GM:"Forget Stephen Drew accepting the $14M. Scott(Boras) already has set up a number of meetings on Drew for Tuesday at the GM meetings."— Peter Gammons (@pgammo) November 8, 2013
So to market for Drew? He's indeed a nice combo of plus fielding at a key defensive position and offensive upside. A sports hernia followed by a severe ankle injury cost him games and sapped his effectiveness in 2011 and 2012. Even considering that, however, Drew still owns a 98 OPS+ for his career, which means he's been a quality hitter by the standards of his position. In 2013, for instance, Drew authored a line of .253/.333/.443, while the average major-league shortstop batted .255/.308/.373.
There's nothing in his underlying numbers to suggest that 2013 level of production was fluke-ish, and at age 30 he's not likely to hit age-related decline right away. If he does turn down Boston's QO, then Drew will likely sign a contract that will extend into that decline phase, but 2014 probably won't bring about any kind of sharp downturn.
So who needs a plus-glove, plus-bat shortstop like Drew? Maybe not Boston, at least as much as you might think. They've got Xander Bogaerts in the hopper, so long as they decide he has the defensive chops to stick at shortstop in the near-term (he may eventually outgrow the position in physical terms). Bogaerts at third with Drew back at short is probably more optimal (I'm not a believer in Will Middlebrooks as a long-term regular at third). The important point when it comes to Drew's contractual future is that the Red Sox aren't certifiably desperate for his services.
Boston's World Series opponent, however, could very much use Drew. The Cardinals this season got basement-level production from their shortstops (meaning, mostly, Pete Kozma), as they ranked 27th in MLB when it came to OPS from the position. For a team that's very much in contending mode, that's a serious sinkhole in the lineup -- the bottom of the Cardinal order was one of the reasons they lost the World Series. Drew could definitely be a fit. While he would cost the Cardinals' their first-round draft pick as compensation, he wouldn't cost them any current prospects, as a trade for a shortstop of course would.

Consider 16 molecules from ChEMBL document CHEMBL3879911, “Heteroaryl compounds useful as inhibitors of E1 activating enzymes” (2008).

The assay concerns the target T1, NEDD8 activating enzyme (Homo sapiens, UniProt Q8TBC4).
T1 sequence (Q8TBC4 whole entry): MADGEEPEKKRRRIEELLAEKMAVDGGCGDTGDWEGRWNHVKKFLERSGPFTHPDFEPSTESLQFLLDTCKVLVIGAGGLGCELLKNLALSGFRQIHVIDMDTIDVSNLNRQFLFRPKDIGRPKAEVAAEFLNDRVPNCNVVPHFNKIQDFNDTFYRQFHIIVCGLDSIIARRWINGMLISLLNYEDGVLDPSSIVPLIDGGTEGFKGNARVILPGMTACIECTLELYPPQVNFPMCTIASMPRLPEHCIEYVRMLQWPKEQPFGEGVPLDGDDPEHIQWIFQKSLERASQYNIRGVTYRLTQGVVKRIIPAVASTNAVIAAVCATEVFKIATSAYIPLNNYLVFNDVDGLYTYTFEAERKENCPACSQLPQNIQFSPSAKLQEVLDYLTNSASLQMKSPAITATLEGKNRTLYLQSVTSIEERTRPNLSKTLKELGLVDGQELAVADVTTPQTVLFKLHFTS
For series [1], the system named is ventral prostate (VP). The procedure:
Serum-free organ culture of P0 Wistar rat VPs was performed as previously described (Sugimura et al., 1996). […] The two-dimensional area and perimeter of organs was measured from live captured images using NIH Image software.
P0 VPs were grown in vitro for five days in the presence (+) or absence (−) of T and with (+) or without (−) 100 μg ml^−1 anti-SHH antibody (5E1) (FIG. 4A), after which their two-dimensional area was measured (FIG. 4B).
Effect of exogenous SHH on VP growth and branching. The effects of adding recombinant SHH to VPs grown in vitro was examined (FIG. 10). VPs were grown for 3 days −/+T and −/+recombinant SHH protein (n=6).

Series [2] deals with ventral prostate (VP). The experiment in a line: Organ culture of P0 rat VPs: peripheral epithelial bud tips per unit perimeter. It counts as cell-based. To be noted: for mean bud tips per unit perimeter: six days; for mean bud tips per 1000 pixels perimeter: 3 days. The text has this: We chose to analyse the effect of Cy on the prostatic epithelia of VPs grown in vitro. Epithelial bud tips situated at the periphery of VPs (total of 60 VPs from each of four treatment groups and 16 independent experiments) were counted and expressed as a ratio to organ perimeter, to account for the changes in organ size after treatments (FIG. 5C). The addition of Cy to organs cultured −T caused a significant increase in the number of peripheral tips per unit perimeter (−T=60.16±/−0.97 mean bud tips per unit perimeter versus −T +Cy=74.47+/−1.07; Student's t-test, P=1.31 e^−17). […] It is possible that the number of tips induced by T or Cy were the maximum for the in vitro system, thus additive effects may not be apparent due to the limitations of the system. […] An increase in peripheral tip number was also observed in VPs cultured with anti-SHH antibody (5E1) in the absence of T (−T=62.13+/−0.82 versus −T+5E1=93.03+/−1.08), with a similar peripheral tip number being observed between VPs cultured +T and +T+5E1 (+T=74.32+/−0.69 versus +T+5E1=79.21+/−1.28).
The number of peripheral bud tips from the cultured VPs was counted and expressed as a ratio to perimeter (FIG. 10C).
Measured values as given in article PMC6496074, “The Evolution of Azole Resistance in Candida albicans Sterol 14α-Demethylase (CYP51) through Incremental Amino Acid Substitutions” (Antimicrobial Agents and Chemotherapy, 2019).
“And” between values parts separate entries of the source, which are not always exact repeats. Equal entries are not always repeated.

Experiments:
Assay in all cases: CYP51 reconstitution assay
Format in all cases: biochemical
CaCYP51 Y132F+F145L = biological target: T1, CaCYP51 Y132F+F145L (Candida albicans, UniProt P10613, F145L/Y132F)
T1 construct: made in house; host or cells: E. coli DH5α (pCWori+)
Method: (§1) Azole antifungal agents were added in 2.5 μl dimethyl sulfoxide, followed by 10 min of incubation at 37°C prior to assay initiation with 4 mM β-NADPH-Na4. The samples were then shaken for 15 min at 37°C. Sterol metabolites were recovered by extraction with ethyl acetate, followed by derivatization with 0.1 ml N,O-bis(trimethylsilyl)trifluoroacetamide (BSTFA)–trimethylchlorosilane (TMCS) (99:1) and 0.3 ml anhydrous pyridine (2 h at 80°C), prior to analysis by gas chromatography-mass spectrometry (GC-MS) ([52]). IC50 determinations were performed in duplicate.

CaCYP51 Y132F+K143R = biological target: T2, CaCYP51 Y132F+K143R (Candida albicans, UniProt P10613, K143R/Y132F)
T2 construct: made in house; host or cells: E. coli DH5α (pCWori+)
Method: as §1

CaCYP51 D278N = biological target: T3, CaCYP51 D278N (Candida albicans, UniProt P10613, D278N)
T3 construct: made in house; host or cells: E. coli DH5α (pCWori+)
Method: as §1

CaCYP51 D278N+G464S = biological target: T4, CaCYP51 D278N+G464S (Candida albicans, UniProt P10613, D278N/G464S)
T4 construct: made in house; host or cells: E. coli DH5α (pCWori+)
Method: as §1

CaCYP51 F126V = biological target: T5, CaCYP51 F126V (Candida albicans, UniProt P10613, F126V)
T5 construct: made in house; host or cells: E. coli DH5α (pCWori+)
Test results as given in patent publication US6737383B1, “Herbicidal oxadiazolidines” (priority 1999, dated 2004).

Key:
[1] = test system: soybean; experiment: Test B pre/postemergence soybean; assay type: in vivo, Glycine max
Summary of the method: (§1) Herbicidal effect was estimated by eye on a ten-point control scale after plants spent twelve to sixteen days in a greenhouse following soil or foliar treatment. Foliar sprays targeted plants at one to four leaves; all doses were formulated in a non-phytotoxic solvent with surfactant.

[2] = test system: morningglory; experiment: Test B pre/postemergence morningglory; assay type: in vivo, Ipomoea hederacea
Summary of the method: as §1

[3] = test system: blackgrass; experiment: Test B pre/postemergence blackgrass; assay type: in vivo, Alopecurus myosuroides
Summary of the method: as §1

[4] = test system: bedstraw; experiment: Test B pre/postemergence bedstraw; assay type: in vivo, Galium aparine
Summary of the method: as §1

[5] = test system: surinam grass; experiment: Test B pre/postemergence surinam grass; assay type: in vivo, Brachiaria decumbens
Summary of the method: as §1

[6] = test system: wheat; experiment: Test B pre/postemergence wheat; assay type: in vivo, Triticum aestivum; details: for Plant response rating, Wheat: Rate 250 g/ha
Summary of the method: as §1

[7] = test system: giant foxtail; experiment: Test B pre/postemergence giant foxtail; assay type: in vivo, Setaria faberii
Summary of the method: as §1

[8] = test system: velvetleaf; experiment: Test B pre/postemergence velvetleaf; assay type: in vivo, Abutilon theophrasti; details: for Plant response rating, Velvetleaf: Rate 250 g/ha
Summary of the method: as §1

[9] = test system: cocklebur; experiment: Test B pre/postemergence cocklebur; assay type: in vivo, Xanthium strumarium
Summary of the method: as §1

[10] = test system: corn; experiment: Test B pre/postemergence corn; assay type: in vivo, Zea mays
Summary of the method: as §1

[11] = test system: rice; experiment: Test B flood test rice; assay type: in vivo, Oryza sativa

There are also the Dodgers. But in their case, they'd need to slide Hanley Ramirez over to third with, presumably, Ramirez's blessing. Incumbent third baseman Juan Uribe is a free agent, so they have a need on the left side of the infield. But will Ramirez warm to the idea after being moved to third in 2012 and then back to short after his trade to L.A.? That kind of arrangement would surely improve the team, but it's not always that simple.
Other than that you have ... the Yankees? It's a stretch, for sure, since Drew mans Derek Jeter's position. Jeter, though, is 39 and, as we're all aware, has a serious leg injury in his semi-recent past. His range at the position has always been lacking, and it's bound to be worse than ever headed into 2014. With a possible lengthy suspension for Alex Rodriguez looming, isn't it time for Jeter to move to, say, third base? If Cal Ripken Jr. can be moved off short without civilization being reduced to embers, then surely Jeter can.
Drew would indeed be an ideal replacement, as he'd provide a substantial defensive upgrade at the position, and it's entirely possible -- maybe even likely -- that he'll be a more productive hitter than The Captain in 2014. For the Yankees, there's also the added incentive of plucking Drew directly from their chief division rival. To be sure, Drew-to-the-Yankees depends upon two big and perhaps unlikely assumptions -- that A-Rod is going away for a long time and that Jeter would facilitate such a signing -- but it makes sense for the Yanks in a vacuum.
Otherwise, there aren't many options for Drew, insofar as 2014 contenders are concerned. The Mariners? They have Brad Miller ready to take over. No team got worse production from short than the Royals did, but they love Alcides Escobar's defense, and he's locked up through at least 2016. Drew's a likely upgrade over Zack Cozart, but would the Reds spend the money? Erick Aybar disappointed for the Angels last season, but he's under a long-term deal. Other teams at the bottom of the production-from-shortstop list -- like the Astros, Marlins, Cubs and Mets -- almost certainly aren't looking for a player who'll cost them a second-round pick in addition to the going rates.
As Gammons notes, Drew is a Scott Boras client, and Boras loves to play the market. But does the genuine market for Drew's services exist outside of the two World Series cities? Consider the Dodgers the wild card, which, given recent history, may be just wild enough for Boras's purposes.